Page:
For most athletes, having their funding cut is a reality that could easily turn into a nightmare. For Johanna Konta however, it appears to have been a blessing in disguise.
Since seeing the British Lawn Tennis Association cut the financial support she was receiving, the newly crowned British Number One’s game has gone from strength to strength, with both the results and rankings to prove it.
Forced to move her training base to northern Spain and work more closely with coaches Esteban Carril and Jose-Manuel Garcia, Konta has excelled.
Overcoming the performance anxiety that she has experienced throughout her career has been essential to her steady rise, and with each victory has come greater self-belief. After a 2014 which saw her fail to reach the final of a tournament, 2015’s campaign has been much more fruitful. Two tournament victories as well as another final appearance are evidence of the hard work paying off.
Perhaps most impressive was her form in August and September, which saw her win 21 out of a possible 22 matches, including a run to the fourth round of the US Open. This coming from a woman who had only ever won one single Grand Slam match in her entire career previously.
Rising from 150th in the world at the start of the year, to within the top 50 for the first time last week, the Australian-born Brit is arguably one of the favourites for the Women’s Tennis Association’s (WTA) Most Improved Player of the Year Award. It may be a shock to casual tennis fans, but to those who know her, it seems only logical that she is now doing what she’s doing. Former British Number One Anne Keothavong does not see Konta’s rise as a flash in the pan: “Her ability to play has always been there. She’s always had a good serve, a great backhand, and she’s always been a good athlete.”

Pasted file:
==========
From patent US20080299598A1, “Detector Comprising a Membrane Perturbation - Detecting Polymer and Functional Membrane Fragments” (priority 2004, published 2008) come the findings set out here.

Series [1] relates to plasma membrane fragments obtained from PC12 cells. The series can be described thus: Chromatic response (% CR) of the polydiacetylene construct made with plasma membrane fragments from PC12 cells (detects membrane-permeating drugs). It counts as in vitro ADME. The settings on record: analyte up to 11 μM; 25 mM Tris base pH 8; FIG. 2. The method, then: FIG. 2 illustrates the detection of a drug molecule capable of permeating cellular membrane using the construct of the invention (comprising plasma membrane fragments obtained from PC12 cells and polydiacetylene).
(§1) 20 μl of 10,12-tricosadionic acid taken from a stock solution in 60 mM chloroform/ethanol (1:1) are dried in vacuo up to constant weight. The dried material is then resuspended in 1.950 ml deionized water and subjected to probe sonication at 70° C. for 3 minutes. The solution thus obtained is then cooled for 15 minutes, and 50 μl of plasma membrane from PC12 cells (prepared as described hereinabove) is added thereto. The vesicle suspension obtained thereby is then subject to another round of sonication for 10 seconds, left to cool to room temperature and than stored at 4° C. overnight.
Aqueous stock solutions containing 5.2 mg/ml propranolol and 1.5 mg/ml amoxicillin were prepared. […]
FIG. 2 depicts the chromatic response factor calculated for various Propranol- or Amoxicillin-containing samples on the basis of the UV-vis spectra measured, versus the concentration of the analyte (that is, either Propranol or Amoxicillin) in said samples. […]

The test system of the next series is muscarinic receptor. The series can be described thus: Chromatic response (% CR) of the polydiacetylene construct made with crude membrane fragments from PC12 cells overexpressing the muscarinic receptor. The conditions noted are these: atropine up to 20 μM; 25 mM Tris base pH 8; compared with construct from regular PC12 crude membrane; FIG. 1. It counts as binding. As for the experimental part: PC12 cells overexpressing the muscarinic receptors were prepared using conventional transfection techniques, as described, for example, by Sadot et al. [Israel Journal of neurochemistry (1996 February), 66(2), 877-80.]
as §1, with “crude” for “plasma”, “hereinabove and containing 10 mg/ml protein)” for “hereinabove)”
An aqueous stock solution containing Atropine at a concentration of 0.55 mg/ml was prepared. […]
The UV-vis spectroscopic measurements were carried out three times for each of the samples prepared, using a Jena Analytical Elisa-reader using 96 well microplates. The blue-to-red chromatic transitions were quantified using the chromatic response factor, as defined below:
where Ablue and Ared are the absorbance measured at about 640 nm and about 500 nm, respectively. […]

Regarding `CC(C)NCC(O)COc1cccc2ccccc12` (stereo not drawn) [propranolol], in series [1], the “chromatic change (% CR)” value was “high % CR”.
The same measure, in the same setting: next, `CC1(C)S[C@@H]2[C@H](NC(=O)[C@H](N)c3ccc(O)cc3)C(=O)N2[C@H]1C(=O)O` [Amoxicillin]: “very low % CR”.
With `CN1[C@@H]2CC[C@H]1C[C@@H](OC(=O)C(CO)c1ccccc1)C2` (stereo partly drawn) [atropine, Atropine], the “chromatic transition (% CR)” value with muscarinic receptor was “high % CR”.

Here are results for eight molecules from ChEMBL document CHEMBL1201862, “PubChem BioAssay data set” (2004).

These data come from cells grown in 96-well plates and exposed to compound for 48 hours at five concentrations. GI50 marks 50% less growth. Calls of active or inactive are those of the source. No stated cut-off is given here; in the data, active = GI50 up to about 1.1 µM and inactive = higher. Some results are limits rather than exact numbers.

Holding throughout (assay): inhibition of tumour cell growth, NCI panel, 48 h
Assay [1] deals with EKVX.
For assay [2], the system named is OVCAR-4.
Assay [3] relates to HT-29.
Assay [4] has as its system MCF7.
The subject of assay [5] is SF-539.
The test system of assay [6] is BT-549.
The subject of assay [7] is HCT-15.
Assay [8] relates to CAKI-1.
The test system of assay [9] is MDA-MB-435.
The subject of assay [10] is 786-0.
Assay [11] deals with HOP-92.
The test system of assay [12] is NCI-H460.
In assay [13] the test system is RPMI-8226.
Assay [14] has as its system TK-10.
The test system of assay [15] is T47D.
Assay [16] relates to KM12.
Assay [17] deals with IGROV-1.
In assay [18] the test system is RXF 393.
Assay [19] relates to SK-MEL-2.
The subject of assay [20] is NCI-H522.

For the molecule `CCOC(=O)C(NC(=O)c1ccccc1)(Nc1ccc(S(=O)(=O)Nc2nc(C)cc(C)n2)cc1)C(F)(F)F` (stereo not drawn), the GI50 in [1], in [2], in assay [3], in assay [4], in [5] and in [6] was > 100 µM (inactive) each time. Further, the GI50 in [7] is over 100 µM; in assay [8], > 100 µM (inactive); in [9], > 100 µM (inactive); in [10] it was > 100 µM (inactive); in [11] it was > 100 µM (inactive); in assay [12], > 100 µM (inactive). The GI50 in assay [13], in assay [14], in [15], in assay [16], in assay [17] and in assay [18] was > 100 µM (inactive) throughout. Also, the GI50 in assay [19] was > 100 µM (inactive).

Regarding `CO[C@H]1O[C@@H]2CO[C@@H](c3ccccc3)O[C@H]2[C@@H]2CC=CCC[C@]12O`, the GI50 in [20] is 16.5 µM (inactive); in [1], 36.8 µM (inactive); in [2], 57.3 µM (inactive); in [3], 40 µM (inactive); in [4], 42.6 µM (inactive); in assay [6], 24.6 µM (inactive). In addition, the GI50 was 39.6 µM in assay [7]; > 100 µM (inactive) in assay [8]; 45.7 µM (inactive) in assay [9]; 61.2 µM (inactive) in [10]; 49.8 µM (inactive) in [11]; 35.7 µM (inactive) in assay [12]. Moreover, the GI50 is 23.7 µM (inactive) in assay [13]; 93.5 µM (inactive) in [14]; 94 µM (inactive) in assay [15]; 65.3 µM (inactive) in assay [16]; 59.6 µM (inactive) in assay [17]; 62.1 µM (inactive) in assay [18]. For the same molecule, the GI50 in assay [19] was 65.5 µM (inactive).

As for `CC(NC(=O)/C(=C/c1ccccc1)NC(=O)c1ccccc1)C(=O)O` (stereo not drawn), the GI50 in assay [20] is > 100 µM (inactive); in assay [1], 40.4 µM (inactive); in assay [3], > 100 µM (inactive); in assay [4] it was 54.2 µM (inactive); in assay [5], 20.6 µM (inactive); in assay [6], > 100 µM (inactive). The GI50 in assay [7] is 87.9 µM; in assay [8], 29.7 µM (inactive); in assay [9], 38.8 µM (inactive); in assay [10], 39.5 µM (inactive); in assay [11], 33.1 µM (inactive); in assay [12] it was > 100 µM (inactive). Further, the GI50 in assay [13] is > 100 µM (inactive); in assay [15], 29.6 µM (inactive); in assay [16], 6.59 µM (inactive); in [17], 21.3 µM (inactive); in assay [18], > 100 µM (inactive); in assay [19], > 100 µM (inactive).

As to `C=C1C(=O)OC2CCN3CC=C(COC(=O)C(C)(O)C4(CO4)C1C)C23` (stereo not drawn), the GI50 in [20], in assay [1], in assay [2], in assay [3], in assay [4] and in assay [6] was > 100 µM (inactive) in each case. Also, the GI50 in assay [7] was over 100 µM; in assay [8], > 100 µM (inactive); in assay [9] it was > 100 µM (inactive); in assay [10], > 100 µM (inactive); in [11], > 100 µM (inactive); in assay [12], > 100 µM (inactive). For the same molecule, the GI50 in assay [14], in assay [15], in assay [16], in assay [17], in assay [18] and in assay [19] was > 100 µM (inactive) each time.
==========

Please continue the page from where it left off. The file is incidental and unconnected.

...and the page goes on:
So what’s the limit for Konta? Top 20? Top 10? Dare we say it, grand slam champion? The latter might be a bit ambitious, at least at this moment in time, although she does now have multiple top 10 scalps to her name. Realistically, most pundits seem to place her as a solid top 20 player, potentially pushing for top 10 if she continues to improve.
To have a British woman consistently competing at the top tournaments and progressing in grand slams could give the women’s game in the UK a much needed shot in the arm, especially as the last British woman to break into the top 20 was Jo Durie in 1983.
It is of course easier said than done. In the tennis world, nothing is a given as injuries can strike at any time, or form can desert even the most gifted of players. Konta need only look at the previous two British Number Ones to see this. In September 2012, Laura Robson became the first British woman since 1990 to reach a WTA final, while just a few weeks later Heather Watson went one better to became the first British winner since 1988.
It was a time of great hope for British tennis fans: two young, improving players pushing each other onwards and upwards. Both looked destined for top 20 status but since then, their careers have stalled.
Robson has been plagued by a series of injuries since 2014, consequently slipping down to 542nd in the world as she fights to regain fitness and form. Watson has also been unlucky, though to a lesser degree, contracting glandular fever in 2013 and struggling to find form until earlier this year when she claimed her second WTA title.
Konta will hope the same fate does not befall her, as her talent and drive seem set to make a serious impact on the women’s game. At the age of 24, Johanna Konta is only just hitting her stride.
Image courtesy of Carine06.